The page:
GeneWatch UK Report: Genetically Modified Insect Factories: A New Source of Superbugs?
4th February 2015
TestBiotech, GeneWatch UK, Pesticide Action Network report: The risks of the herbicide 2,4-D
27th January 2014
Local Food Systems in Europe: Case studies from five countries and what they imply for policy and practice (August 2010)
23rd August 2010
The results from the project 'FAAN - Facilitating Alternative Agro Food Networks: Stakeholder Perspectives on Research Needs'. Funded by the EU's FP7 'Science in Society'.
Bioscience for Life?
6th April 2010
This report documents the political commitment to a new bio-economy and how it has influenced research funding decisions in the biosciences. It concludes that there are significant opportunity costs associated with pursuing ineffective biotech solutions to a wide variety of problems in health and agriculture, and that the research funding system needs significant reform.
Agrofuels and the use of Genetic Modification
11th August 2009
This GeneWatch UK report explores the use of genetic technologies for the production of agrofuels (industrial-scale biofuels). The report questions whether the substantial investment being made in a new generation of agrofuels, often being developed using genetically-modified (GM) organisms and new GM crops, will solve the problems now acknowledged with the current generation.
Summary & Conclusions: History of proposal for data-sharing without consent
26th January 2009
A summary of the history of UK Biobank.
History of the proposal for data-sharing without consent
26th January 2009
This report documents the history of the UK Biobank genetic research project. It forms Appendix A of the later 'Bioscience for Life?' report. It refers to proposals to share genetic and health data with private companies without consent: these proposals were dropped in 2009 following massive public opposition (read more here). However, data-sharing without consent could still take place using the NHS's secondary uses service (SUS) for electronic medical records.
Participatory science and scientific participation: PSx2 project final report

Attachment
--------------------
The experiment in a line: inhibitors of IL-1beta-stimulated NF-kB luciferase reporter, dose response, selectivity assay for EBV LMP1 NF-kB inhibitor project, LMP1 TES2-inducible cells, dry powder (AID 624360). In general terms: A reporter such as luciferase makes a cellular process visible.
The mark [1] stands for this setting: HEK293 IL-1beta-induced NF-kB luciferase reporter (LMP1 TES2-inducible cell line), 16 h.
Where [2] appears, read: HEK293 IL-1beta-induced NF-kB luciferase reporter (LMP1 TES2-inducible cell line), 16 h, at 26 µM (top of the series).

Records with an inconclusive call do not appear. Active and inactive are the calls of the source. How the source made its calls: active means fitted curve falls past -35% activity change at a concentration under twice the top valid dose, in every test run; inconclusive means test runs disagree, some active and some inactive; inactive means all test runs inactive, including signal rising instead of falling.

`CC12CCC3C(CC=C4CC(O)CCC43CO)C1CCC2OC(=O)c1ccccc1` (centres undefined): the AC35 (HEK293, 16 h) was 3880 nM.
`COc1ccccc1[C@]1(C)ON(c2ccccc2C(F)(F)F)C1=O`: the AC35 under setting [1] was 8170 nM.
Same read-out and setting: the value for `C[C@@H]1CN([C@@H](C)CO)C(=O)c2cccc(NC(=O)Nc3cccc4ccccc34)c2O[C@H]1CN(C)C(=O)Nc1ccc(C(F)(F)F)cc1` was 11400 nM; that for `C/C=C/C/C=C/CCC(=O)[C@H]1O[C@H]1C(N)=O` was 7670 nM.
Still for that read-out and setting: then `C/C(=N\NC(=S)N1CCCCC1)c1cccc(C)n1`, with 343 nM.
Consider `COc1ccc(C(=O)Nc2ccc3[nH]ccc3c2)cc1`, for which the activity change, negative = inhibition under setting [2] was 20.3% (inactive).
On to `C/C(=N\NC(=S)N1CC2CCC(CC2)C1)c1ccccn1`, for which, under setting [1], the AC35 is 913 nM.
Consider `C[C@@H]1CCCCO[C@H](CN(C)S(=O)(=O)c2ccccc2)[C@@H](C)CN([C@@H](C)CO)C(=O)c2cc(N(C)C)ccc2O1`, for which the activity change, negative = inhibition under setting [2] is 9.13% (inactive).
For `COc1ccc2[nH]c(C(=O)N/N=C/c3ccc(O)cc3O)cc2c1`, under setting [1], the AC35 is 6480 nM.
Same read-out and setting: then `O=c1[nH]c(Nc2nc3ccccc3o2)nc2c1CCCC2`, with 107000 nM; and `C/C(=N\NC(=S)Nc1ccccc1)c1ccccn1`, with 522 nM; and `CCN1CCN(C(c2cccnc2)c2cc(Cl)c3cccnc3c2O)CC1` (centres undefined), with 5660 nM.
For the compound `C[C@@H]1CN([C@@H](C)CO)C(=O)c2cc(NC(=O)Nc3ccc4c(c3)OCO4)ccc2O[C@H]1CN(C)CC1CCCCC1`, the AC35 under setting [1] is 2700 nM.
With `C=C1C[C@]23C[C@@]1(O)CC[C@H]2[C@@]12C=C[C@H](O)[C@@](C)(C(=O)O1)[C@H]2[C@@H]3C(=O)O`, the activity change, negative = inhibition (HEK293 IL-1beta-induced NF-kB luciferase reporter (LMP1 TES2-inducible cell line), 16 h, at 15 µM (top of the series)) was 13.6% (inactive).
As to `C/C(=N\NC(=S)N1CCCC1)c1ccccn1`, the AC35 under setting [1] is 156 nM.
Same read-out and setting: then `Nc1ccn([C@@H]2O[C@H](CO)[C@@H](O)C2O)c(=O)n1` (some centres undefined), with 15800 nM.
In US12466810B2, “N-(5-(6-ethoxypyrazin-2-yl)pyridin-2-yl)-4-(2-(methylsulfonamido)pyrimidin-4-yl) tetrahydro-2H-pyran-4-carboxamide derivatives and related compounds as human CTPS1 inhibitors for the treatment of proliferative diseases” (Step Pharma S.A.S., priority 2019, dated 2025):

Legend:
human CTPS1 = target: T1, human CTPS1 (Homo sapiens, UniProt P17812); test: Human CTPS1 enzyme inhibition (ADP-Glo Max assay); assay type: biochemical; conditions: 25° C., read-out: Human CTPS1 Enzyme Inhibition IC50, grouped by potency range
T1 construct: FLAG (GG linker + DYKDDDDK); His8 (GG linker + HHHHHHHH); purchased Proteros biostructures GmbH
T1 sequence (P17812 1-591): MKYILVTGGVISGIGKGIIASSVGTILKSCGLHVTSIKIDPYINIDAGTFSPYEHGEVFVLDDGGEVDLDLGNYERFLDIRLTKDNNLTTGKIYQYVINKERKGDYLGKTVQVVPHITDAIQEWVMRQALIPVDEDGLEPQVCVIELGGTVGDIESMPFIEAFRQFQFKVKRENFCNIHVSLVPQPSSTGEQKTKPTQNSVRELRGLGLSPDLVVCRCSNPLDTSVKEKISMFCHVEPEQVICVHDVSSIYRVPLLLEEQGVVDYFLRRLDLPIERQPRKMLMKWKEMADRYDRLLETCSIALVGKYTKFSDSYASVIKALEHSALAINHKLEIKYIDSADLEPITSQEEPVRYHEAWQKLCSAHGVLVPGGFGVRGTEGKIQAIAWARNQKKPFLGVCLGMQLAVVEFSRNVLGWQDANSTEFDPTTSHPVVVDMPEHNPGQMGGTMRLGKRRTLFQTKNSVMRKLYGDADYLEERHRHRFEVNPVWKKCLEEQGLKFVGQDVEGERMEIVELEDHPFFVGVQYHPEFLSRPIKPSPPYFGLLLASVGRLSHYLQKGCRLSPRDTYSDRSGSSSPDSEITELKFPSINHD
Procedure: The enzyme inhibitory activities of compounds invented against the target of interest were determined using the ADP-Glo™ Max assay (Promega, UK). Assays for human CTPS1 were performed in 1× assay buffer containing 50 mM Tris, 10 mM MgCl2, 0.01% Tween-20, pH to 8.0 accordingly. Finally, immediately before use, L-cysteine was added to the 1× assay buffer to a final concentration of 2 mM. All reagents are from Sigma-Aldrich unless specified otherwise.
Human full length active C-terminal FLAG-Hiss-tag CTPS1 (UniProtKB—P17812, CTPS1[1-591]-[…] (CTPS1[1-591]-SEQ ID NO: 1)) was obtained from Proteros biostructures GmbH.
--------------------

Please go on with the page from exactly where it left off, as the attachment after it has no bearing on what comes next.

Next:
1st December 2008
GM Contamination Register Report 2006
19th February 2007
shows how 2006 was they worst year for GM contamination so far.
Making the Polluter Pay
9th February 2007
Your Diet Tailored to your Genes: Preventing Diseases or Misleading Marketing?
16th May 2006
GM Contamination Register Report 2005
8th March 2006
This report is the first from the on-line GM Contamination Register (www.gmcontaminationregister.org) and reviews cases reported in the public and scientific literature of contamination, illegal plantings and releases of GM organisms, and negative agricultural side-effects since GM crops were first grown commercially on a large scale in 1996. This represents a sample of the actual cases of GM contamination that have taken place, many of which are not detected or not revealed because they are part of food producers quality control systems. The report also includes a special review of the Syngenta Bt10 GM maize contamination incident that took place in 2005, affecting the USA, Europe and Japan and probably many other countries importing maize from the USA. It considers the scope and causes of all the incidents, to make recommendations for action.
The Police National DNA Database: Balancing Crime Detection, Human Rights and Privacy.
1st January 2005
Using DNA to trace people who are suspected of committing a crime is one of the biggest advances in tackling crime since fingerprinting. When DNA profiling is used wisely it can bring major benefits to society by helping to convict serious criminals including murderers and rapists. Concerns arise, however, when tissue samples, genetic information and personal data are stored indefinitely on a DNA database, like the police forensic database known as the National DNA Database (NDNAD). There are fears that this information may be misused in ways that threaten our individual rights as well as those of our families. We must be confident that the police and the Government use DNA in a way that respects our fundamental right to privacy and protects our civil liberties.
Avoiding the difficult issues. A GeneWatch UK report on the Government's response to the GM Nation? public debate.
1st June 2004
GeneWatch UK publishes a report which evaluates the Government's response to the public debate on GM crops and foods (1). The report finds that in its GM policy announcement and response to the public debate (2), the Government has paid no attention to concerns expressed by people about how GM technology is being applied and the lack of public benefit. Nor has it addressed mistrust in Government and multinational corporations. Whilst pointing to possible benefits in the future, the Government did not indicate how these might be achieved.